We’ve all seen those Fáilte Ireland adverts on TV or on social media and thought: “What were they thinking when they made this?” You can bet that at least one of the following images will be included: a sweeping, breathtaking shot of the Cliffs of Moher, ludicrously photogenic people overenthusiastically pulling a pint of Guinness at the Storehouse, a group of tourists enjoying a céilí in a pub in Temple Bar, bright smiles smeared across their faces, unaware that they’re definitely being fleeced. One has to question whether this is really the best advertisement we can offer to convince people to holiday in Ireland. Why would anyone come to Ireland after this inauthentic, fairly uninspiring portrayal? Indeed, why would anyone stay?
“It’s an Irish rite of passage, like not enjoying your Debs or realising that your biggest regret in life will be that you didn’t get on RTÉ’s ‘Quizone’.”
The term “staycation” is becoming rather irritating, but if one was aiming to entice more people to holiday at home this year, a good start would be to highlight some of the underrated pleasures and forgotten joys that accompany a sojourn in another part of Ireland. It’s certainly worth looking outside of Dublin for your vacation needs. For generations, Dubliners themselves have used the summer to leave the stifling city in their rear-view mirror, heading to some rural paradise on the far side of the Shannon. Meanwhile, those beyond the Pale have often traded worlds for their holidays; westerners exchange Clew Bay and Connemara for the stunning shores of Cork and Kerry, while Limerick and Tipperary trek up north to that backwards, mysterious region otherwise known as “Donegal”. Every Irish person has shared the experience of such a trip at one time or another. It’s an Irish rite of passage, like not enjoying your Debs or realising that your biggest regret in life will be that you didn’t get on RTÉ’s ‘Quizone’.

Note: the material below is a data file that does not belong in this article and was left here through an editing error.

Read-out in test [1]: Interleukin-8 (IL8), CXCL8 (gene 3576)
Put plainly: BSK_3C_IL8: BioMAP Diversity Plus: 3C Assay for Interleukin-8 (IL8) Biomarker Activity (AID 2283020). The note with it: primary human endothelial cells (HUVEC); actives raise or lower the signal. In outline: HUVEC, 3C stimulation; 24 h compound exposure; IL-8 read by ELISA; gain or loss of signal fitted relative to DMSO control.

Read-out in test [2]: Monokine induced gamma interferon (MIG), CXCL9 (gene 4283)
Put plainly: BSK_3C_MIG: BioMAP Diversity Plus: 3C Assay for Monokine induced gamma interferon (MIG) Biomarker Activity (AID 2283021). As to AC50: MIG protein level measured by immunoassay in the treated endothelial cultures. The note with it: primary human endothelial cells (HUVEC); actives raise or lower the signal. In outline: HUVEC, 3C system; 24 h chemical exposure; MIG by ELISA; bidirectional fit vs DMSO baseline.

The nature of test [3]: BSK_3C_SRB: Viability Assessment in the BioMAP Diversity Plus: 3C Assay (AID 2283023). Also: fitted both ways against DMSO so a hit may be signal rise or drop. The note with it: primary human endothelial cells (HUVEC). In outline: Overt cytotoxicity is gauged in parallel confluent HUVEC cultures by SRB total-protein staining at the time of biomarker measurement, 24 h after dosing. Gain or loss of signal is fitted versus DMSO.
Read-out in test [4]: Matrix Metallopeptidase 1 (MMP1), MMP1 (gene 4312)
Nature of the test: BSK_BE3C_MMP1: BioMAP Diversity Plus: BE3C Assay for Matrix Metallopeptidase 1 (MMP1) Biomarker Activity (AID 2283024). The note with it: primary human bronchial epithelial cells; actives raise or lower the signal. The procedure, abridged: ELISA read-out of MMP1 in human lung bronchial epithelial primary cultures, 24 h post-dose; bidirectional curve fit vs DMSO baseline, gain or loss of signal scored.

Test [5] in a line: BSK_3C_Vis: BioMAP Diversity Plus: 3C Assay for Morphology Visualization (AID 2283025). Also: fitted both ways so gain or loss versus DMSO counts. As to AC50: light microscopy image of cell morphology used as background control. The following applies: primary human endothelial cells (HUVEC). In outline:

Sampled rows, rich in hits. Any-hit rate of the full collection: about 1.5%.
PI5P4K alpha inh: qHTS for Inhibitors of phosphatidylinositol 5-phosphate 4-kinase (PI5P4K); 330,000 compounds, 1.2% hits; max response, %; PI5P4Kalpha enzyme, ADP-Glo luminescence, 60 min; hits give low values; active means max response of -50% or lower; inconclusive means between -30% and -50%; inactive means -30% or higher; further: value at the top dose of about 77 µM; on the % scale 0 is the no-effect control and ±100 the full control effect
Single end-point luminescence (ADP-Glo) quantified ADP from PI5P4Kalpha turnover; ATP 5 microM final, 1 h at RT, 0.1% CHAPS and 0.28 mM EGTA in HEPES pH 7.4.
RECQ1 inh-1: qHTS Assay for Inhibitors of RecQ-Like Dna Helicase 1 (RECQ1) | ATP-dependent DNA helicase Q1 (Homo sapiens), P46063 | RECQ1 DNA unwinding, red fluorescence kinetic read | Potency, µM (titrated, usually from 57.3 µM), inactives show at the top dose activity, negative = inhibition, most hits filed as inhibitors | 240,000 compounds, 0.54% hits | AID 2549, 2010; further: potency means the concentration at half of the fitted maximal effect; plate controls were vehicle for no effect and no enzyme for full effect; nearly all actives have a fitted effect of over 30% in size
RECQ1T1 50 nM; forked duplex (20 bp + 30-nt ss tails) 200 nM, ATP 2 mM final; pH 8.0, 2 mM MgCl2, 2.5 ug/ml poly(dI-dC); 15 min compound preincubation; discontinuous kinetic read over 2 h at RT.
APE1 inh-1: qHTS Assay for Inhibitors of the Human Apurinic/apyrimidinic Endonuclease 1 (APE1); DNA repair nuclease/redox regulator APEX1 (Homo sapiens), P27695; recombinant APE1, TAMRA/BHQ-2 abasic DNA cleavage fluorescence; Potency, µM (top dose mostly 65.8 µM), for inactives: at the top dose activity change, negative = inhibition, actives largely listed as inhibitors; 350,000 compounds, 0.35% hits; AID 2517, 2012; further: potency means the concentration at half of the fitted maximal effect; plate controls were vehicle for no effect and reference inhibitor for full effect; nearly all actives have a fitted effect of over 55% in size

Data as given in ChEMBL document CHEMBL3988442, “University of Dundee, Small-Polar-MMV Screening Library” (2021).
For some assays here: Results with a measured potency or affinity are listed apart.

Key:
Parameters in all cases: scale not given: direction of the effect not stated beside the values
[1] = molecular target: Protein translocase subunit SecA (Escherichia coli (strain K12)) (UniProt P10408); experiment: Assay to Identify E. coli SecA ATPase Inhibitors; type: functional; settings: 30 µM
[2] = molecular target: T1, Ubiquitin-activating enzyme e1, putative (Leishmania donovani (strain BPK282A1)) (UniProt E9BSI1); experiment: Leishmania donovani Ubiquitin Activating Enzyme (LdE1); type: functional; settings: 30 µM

If the weather is good, technically it doesn’t really matter where you are in Ireland, although when the sun hits right, those long, hypnotic Atlantic beaches are pretty difficult to top. The dreadful weather is a key element of the classic Irish holiday. The constant threat of rain injects a healthy dose of risk into proceedings; you’re all too aware that your plans could be spoiled at any moment by that godforsaken and inconsiderate rain. In any case, it wouldn’t be an Irish county without a pervading quilt of grey clouds serving as the backdrop.
“After all, this is Ireland, where anything in and around room temperature is considered a ‘scorcher’, and enough of an excuse for you to don your swimsuit.”
After all, this is Ireland, where anything in and around room temperature is considered a “scorcher”, and enough of an excuse for you to don your swimsuit, or, failing that, a fetching pair of GAA shorts, and sprint down to the beach or the pier. You might bring a football or a frisbee, but that comes with the caveat that the wild winds common on Irish beaches will ensure that your pass is bound to go anywhere except towards its intended target. You’re better off donning a pair of aviators, which you insist you can pull off despite what your friends say, and lying back on the soft, comfortable ground.
Once you’ve finished cloud-bathing for the day, it’s time to head back up the beach for that staple of the Irish summer diet: the 99. Everyone has their own nominee for the best one, but every time you’re convinced that the village shop in your chosen destination has taken the top spot. There are few visual pleasures more titillating than seeing the connoisseur behind the counter carefully pour the creamy delight into a golden cone, swirling it like a fine wine, finishing with a Tintin-style quiff and the obligatory chocolate. 99s are like housemates: you don’t know a good one until you’ve had a bad one.